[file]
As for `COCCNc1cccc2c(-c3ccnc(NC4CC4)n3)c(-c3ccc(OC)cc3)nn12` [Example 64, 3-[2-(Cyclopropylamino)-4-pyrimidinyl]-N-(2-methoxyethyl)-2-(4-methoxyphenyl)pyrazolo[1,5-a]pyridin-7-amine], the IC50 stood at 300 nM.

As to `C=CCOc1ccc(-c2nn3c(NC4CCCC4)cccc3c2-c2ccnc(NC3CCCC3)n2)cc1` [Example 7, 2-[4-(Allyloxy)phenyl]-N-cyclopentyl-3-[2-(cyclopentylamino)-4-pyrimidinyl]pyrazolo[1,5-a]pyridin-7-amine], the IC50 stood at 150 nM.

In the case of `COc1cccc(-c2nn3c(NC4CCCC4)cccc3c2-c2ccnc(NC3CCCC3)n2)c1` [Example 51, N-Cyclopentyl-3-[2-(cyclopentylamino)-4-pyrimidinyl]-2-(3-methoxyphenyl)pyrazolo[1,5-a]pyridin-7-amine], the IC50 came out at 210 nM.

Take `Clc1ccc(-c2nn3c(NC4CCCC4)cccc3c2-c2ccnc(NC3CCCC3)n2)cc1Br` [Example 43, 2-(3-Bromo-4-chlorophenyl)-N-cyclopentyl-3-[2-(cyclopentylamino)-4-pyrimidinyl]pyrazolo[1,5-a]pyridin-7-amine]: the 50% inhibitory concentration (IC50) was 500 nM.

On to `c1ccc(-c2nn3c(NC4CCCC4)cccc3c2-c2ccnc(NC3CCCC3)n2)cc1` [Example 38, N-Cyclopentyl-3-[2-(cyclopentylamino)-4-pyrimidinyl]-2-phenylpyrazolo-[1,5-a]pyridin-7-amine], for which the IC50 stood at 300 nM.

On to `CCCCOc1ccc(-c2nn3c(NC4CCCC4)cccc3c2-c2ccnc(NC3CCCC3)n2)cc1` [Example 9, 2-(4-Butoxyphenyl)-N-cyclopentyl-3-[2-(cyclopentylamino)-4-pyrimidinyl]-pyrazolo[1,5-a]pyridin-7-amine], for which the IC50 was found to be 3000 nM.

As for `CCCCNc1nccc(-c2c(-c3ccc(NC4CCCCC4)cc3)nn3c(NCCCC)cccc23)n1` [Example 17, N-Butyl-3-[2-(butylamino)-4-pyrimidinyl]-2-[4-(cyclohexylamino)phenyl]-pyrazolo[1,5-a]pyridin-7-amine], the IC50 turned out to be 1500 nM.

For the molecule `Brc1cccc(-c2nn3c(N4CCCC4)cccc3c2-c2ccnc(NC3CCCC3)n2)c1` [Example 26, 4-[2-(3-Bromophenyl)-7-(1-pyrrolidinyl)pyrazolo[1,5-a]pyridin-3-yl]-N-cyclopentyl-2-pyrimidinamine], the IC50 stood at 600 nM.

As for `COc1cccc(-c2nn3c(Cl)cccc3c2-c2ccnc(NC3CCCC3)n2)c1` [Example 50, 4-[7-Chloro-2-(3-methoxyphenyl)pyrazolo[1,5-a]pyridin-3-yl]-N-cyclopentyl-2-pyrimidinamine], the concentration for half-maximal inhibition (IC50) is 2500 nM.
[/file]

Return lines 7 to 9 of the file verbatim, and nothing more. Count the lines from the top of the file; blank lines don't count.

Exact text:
As for `CCCCNc1nccc(-c2c(-c3ccc(NC4CCCCC4)cc3)nn3c(NCCCC)cccc23)n1` [Example 17, N-Butyl-3-[2-(butylamino)-4-pyrimidinyl]-2-[4-(cyclohexylamino)phenyl]-pyrazolo[1,5-a]pyridin-7-amine], the IC50 turned out to be 1500 nM.

For the molecule `Brc1cccc(-c2nn3c(N4CCCC4)cccc3c2-c2ccnc(NC3CCCC3)n2)c1` [Example 26, 4-[2-(3-Bromophenyl)-7-(1-pyrrolidinyl)pyrazolo[1,5-a]pyridin-3-yl]-N-cyclopentyl-2-pyrimidinamine], the IC50 stood at 600 nM.

As for `COc1cccc(-c2nn3c(Cl)cccc3c2-c2ccnc(NC3CCCC3)n2)c1` [Example 50, 4-[7-Chloro-2-(3-methoxyphenyl)pyrazolo[1,5-a]pyridin-3-yl]-N-cyclopentyl-2-pyrimidinamine], the concentration for half-maximal inhibition (IC50) is 2500 nM.